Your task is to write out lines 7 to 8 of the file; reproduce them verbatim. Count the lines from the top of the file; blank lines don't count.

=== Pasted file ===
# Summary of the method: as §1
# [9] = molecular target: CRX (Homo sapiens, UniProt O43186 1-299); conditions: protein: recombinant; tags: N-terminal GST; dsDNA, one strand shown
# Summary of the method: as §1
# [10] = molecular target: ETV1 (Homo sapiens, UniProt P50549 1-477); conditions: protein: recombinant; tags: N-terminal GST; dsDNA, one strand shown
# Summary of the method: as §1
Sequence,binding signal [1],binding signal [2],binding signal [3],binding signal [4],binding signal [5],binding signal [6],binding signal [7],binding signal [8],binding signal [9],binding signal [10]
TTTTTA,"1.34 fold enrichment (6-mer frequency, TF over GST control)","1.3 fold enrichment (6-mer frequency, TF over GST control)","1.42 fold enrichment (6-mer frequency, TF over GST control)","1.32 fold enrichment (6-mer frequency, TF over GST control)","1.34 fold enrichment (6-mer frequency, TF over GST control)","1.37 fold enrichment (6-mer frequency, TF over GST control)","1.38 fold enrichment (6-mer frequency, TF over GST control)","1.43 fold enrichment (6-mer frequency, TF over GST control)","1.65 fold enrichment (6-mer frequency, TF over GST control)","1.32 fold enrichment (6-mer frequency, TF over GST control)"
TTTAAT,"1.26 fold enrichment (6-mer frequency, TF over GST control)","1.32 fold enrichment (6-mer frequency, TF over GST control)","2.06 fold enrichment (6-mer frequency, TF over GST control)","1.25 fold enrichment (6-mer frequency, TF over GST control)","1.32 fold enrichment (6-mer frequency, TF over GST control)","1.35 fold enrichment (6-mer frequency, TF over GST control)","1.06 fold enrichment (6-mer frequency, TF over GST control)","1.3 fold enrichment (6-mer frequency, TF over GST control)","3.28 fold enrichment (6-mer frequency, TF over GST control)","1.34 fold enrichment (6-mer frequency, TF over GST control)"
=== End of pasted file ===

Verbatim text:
TTTTTA,"1.34 fold enrichment (6-mer frequency, TF over GST control)","1.3 fold enrichment (6-mer frequency, TF over GST control)","1.42 fold enrichment (6-mer frequency, TF over GST control)","1.32 fold enrichment (6-mer frequency, TF over GST control)","1.34 fold enrichment (6-mer frequency, TF over GST control)","1.37 fold enrichment (6-mer frequency, TF over GST control)","1.38 fold enrichment (6-mer frequency, TF over GST control)","1.43 fold enrichment (6-mer frequency, TF over GST control)","1.65 fold enrichment (6-mer frequency, TF over GST control)","1.32 fold enrichment (6-mer frequency, TF over GST control)"
TTTAAT,"1.26 fold enrichment (6-mer frequency, TF over GST control)","1.32 fold enrichment (6-mer frequency, TF over GST control)","2.06 fold enrichment (6-mer frequency, TF over GST control)","1.25 fold enrichment (6-mer frequency, TF over GST control)","1.32 fold enrichment (6-mer frequency, TF over GST control)","1.35 fold enrichment (6-mer frequency, TF over GST control)","1.06 fold enrichment (6-mer frequency, TF over GST control)","1.3 fold enrichment (6-mer frequency, TF over GST control)","3.28 fold enrichment (6-mer frequency, TF over GST control)","1.34 fold enrichment (6-mer frequency, TF over GST control)"